The proposed extension of Capital Gains Tax to UK property held by non-UK residents raises more questions than answers as the Consultation gets under way.

The announcement in the Chancellor’s Autumn Statement of 2013 that Capital Gains Tax (‘CGT’) would be extended to apply to UK residential property held by non-UK resident individuals received considerable press attention, not least because this represented a fundamental change to the long held principle that CGT is only levied on UK resident tax payers.

The proposed change shows the continued determination of Her Majesty’s Revenue & Customs (‘HMRC’) to raise more revenue from the UK (and specifically, the London) property boom and in particular from overseas property investors, following the introduction last year of the Annual Tax on Enveloped Dwelling (‘ATED’) charges and the increased Stamp Duty Land Tax (‘SDLT’) charge on UK residential property owned through offshore structures. 

The new extension of CGT seems at first sight to be relatively straightforward.  However, more detailed consideration is beginning to reveal some of the complexity that will be involved and much of this is coming to light following the publication of HMRC’s Consultation Document on 28 March 2014.

For example, the document identifies a potential discrepancy over the CGT profile of UK residential property which is being let out to 3rd parties.  These properties are exempt from the new ATED charges and increased SDLT charges, but the proposal is that they would be subject to this new CGT charge on non-resident individual owners.  HMRC’s proposal to rectify this discrepancy will be potentially to introduce a further CGT charge on properties let out but which are owned by offshore corporate structures, but this clearly will need further review. 

Of potentially much greater impact, however, is the interaction of the proposed new rules with private residence relief, (‘PRR’).  The Revenue are all too aware that if the new rule is simply imposed alongside the current arrangements for PRR, then most non-resident owners of UK property could simply elect for that property to be their principal residence and therefore avoid the CGT charge altogether.  In an effort to close this loophole before it is opened, the Revenue are seeking to impose some wide ranging changes to the PRR rules (and for example these might involve doing away with the option of making an election for PRR altogether or imposing some sort of statutory residence test to determine automatically whether a property can qualify for the relief).  Precisely how these points will be worked out remains to be seen and the responses to the consultation (which closes on 21 June 2014) will be of particular interest here.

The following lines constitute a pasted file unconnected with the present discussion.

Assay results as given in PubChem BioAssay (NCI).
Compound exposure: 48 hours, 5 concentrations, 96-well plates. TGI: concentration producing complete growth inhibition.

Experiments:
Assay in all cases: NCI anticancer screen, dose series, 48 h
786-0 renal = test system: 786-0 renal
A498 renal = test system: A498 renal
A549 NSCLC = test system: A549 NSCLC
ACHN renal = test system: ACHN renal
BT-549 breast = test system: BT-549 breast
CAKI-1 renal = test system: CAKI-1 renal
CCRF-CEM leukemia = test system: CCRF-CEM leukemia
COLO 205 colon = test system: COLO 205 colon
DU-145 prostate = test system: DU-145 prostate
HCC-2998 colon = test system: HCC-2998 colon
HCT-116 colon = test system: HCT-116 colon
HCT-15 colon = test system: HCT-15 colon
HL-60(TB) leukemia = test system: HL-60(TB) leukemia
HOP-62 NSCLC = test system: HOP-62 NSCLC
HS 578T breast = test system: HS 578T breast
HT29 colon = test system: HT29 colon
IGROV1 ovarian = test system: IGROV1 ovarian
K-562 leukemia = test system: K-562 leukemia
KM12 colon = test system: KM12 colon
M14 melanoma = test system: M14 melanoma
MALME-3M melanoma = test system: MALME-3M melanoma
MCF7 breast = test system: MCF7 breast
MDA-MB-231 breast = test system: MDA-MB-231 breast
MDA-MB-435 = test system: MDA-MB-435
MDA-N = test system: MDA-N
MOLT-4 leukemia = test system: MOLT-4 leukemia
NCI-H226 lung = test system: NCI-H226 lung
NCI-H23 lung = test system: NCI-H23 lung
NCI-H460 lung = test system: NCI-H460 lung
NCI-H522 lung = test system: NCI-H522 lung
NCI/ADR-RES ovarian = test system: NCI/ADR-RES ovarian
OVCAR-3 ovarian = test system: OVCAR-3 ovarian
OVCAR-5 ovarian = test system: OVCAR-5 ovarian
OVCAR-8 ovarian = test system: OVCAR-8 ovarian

Nevertheless, the impact of the proposed changes on PRR should not be underestimated.  Following hot on the heels of the recent reduction of the final period of ownership (from 36 months to 18 months) under which two properties can both qualify for PRR, these new rules could well herald an entirely different PRR regime altogether, and this could have far reaching implications for UK resident taxpayers as well as non-residents. 

We will be providing a further update on the latest developments once the responses to the consultation have been published. 

In the meantime, however, non-UK resident owners of UK residential property would be well advised to review the position carefully well in advance of the proposed introduction of the new rules from April 2015. 

If you would like any further information on these issues please contact one of the Edwin Coe Private Client team.

Please note that this blog is provided for general information only. It is not intended to amount to advice on which you should rely. You must obtain professional or specialist advice before taking, or refraining from, any action on the basis of the content of this blog.

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